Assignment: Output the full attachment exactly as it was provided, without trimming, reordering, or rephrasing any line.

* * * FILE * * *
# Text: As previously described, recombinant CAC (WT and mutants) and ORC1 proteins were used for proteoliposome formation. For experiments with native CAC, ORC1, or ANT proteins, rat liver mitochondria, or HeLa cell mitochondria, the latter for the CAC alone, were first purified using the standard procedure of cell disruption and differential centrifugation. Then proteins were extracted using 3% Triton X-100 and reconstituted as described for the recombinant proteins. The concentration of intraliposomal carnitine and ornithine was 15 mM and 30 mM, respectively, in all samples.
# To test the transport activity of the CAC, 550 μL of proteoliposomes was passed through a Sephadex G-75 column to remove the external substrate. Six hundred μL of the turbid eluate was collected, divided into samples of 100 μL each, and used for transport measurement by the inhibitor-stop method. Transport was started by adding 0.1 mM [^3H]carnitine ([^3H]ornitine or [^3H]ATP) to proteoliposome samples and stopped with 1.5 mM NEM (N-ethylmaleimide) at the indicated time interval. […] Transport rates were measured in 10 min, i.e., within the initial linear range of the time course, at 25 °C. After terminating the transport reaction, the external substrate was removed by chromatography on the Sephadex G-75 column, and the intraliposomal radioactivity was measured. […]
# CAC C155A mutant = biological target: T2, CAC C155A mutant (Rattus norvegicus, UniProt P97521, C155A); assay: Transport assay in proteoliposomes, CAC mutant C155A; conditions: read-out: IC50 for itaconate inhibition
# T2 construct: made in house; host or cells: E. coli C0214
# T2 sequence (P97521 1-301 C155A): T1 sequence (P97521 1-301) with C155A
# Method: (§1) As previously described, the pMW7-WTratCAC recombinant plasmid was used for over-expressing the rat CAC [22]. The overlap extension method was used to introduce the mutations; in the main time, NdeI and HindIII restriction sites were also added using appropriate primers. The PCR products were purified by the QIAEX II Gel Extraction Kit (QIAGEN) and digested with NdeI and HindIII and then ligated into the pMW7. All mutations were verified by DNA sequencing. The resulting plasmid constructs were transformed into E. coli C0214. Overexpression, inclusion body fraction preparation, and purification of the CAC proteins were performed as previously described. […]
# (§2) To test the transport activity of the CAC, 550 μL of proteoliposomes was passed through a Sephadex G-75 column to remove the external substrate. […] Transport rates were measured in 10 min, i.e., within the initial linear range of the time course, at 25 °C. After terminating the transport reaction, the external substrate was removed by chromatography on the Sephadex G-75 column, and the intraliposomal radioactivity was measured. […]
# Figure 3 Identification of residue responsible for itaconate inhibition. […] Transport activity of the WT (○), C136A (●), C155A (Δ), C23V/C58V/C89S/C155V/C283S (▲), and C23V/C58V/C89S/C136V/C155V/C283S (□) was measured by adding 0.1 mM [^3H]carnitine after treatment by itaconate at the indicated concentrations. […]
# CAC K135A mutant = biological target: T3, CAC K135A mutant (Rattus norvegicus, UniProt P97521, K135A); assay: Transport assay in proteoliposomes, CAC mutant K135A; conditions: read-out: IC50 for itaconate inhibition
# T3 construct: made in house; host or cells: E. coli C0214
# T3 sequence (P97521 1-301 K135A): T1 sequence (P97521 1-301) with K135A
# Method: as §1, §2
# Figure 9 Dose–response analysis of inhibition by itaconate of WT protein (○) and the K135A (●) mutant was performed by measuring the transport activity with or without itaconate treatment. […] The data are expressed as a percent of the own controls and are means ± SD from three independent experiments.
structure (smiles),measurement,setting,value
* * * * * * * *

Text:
# Text: As previously described, recombinant CAC (WT and mutants) and ORC1 proteins were used for proteoliposome formation. For experiments with native CAC, ORC1, or ANT proteins, rat liver mitochondria, or HeLa cell mitochondria, the latter for the CAC alone, were first purified using the standard procedure of cell disruption and differential centrifugation. Then proteins were extracted using 3% Triton X-100 and reconstituted as described for the recombinant proteins. The concentration of intraliposomal carnitine and ornithine was 15 mM and 30 mM, respectively, in all samples.
# To test the transport activity of the CAC, 550 μL of proteoliposomes was passed through a Sephadex G-75 column to remove the external substrate. Six hundred μL of the turbid eluate was collected, divided into samples of 100 μL each, and used for transport measurement by the inhibitor-stop method. Transport was started by adding 0.1 mM [^3H]carnitine ([^3H]ornitine or [^3H]ATP) to proteoliposome samples and stopped with 1.5 mM NEM (N-ethylmaleimide) at the indicated time interval. […] Transport rates were measured in 10 min, i.e., within the initial linear range of the time course, at 25 °C. After terminating the transport reaction, the external substrate was removed by chromatography on the Sephadex G-75 column, and the intraliposomal radioactivity was measured. […]
# CAC C155A mutant = biological target: T2, CAC C155A mutant (Rattus norvegicus, UniProt P97521, C155A); assay: Transport assay in proteoliposomes, CAC mutant C155A; conditions: read-out: IC50 for itaconate inhibition
# T2 construct: made in house; host or cells: E. coli C0214
# T2 sequence (P97521 1-301 C155A): T1 sequence (P97521 1-301) with C155A
# Method: (§1) As previously described, the pMW7-WTratCAC recombinant plasmid was used for over-expressing the rat CAC [22]. The overlap extension method was used to introduce the mutations; in the main time, NdeI and HindIII restriction sites were also added using appropriate primers. The PCR products were purified by the QIAEX II Gel Extraction Kit (QIAGEN) and digested with NdeI and HindIII and then ligated into the pMW7. All mutations were verified by DNA sequencing. The resulting plasmid constructs were transformed into E. coli C0214. Overexpression, inclusion body fraction preparation, and purification of the CAC proteins were performed as previously described. […]
# (§2) To test the transport activity of the CAC, 550 μL of proteoliposomes was passed through a Sephadex G-75 column to remove the external substrate. […] Transport rates were measured in 10 min, i.e., within the initial linear range of the time course, at 25 °C. After terminating the transport reaction, the external substrate was removed by chromatography on the Sephadex G-75 column, and the intraliposomal radioactivity was measured. […]
# Figure 3 Identification of residue responsible for itaconate inhibition. […] Transport activity of the WT (○), C136A (●), C155A (Δ), C23V/C58V/C89S/C155V/C283S (▲), and C23V/C58V/C89S/C136V/C155V/C283S (□) was measured by adding 0.1 mM [^3H]carnitine after treatment by itaconate at the indicated concentrations. […]
# CAC K135A mutant = biological target: T3, CAC K135A mutant (Rattus norvegicus, UniProt P97521, K135A); assay: Transport assay in proteoliposomes, CAC mutant K135A; conditions: read-out: IC50 for itaconate inhibition
# T3 construct: made in house; host or cells: E. coli C0214
# T3 sequence (P97521 1-301 K135A): T1 sequence (P97521 1-301) with K135A
# Method: as §1, §2
# Figure 9 Dose–response analysis of inhibition by itaconate of WT protein (○) and the K135A (●) mutant was performed by measuring the transport activity with or without itaconate treatment. […] The data are expressed as a percent of the own controls and are means ± SD from three independent experiments.
structure (smiles),measurement,setting,value